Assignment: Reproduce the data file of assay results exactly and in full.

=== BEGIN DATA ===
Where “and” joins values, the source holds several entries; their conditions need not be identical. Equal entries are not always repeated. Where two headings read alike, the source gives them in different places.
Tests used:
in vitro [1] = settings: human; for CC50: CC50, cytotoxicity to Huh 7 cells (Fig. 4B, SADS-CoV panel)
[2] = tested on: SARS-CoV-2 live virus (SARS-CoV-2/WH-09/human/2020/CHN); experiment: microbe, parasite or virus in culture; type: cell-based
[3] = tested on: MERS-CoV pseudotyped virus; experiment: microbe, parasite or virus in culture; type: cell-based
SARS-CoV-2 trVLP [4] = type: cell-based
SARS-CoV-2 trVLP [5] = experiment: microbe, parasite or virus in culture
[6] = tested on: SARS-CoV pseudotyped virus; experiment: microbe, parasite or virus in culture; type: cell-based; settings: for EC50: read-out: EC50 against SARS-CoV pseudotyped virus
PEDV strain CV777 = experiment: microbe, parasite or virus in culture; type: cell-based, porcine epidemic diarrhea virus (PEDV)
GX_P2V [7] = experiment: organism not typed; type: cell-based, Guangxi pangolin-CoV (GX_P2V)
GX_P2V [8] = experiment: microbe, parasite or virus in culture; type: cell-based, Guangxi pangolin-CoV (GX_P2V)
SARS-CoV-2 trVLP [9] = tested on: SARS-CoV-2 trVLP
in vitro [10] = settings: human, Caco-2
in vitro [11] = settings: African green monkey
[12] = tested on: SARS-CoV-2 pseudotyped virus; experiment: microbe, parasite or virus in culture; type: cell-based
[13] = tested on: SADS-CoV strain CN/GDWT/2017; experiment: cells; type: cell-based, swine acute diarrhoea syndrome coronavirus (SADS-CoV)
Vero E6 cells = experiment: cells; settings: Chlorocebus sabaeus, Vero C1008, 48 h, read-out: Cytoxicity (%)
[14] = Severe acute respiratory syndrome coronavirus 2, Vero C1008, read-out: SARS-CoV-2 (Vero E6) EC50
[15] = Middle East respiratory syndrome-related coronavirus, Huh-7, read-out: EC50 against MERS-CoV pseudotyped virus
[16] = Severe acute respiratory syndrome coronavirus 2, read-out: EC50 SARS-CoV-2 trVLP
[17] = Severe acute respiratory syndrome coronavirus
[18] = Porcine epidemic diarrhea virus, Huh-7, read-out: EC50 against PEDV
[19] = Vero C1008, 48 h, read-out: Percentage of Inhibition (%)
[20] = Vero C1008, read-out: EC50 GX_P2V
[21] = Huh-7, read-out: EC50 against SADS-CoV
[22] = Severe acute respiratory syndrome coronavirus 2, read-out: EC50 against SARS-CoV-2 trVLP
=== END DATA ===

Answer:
Where “and” joins values, the source holds several entries; their conditions need not be identical. Equal entries are not always repeated. Where two headings read alike, the source gives them in different places.
Tests used:
in vitro [1] = settings: human; for CC50: CC50, cytotoxicity to Huh 7 cells (Fig. 4B, SADS-CoV panel)
[2] = tested on: SARS-CoV-2 live virus (SARS-CoV-2/WH-09/human/2020/CHN); experiment: microbe, parasite or virus in culture; type: cell-based
[3] = tested on: MERS-CoV pseudotyped virus; experiment: microbe, parasite or virus in culture; type: cell-based
SARS-CoV-2 trVLP [4] = type: cell-based
SARS-CoV-2 trVLP [5] = experiment: microbe, parasite or virus in culture
[6] = tested on: SARS-CoV pseudotyped virus; experiment: microbe, parasite or virus in culture; type: cell-based; settings: for EC50: read-out: EC50 against SARS-CoV pseudotyped virus
PEDV strain CV777 = experiment: microbe, parasite or virus in culture; type: cell-based, porcine epidemic diarrhea virus (PEDV)
GX_P2V [7] = experiment: organism not typed; type: cell-based, Guangxi pangolin-CoV (GX_P2V)
GX_P2V [8] = experiment: microbe, parasite or virus in culture; type: cell-based, Guangxi pangolin-CoV (GX_P2V)
SARS-CoV-2 trVLP [9] = tested on: SARS-CoV-2 trVLP
in vitro [10] = settings: human, Caco-2
in vitro [11] = settings: African green monkey
[12] = tested on: SARS-CoV-2 pseudotyped virus; experiment: microbe, parasite or virus in culture; type: cell-based
[13] = tested on: SADS-CoV strain CN/GDWT/2017; experiment: cells; type: cell-based, swine acute diarrhoea syndrome coronavirus (SADS-CoV)
Vero E6 cells = experiment: cells; settings: Chlorocebus sabaeus, Vero C1008, 48 h, read-out: Cytoxicity (%)
[14] = Severe acute respiratory syndrome coronavirus 2, Vero C1008, read-out: SARS-CoV-2 (Vero E6) EC50
[15] = Middle East respiratory syndrome-related coronavirus, Huh-7, read-out: EC50 against MERS-CoV pseudotyped virus
[16] = Severe acute respiratory syndrome coronavirus 2, read-out: EC50 SARS-CoV-2 trVLP
[17] = Severe acute respiratory syndrome coronavirus
[18] = Porcine epidemic diarrhea virus, Huh-7, read-out: EC50 against PEDV
[19] = Vero C1008, 48 h, read-out: Percentage of Inhibition (%)
[20] = Vero C1008, read-out: EC50 GX_P2V
[21] = Huh-7, read-out: EC50 against SADS-CoV
[22] = Severe acute respiratory syndrome coronavirus 2, read-out: EC50 against SARS-CoV-2 trVLP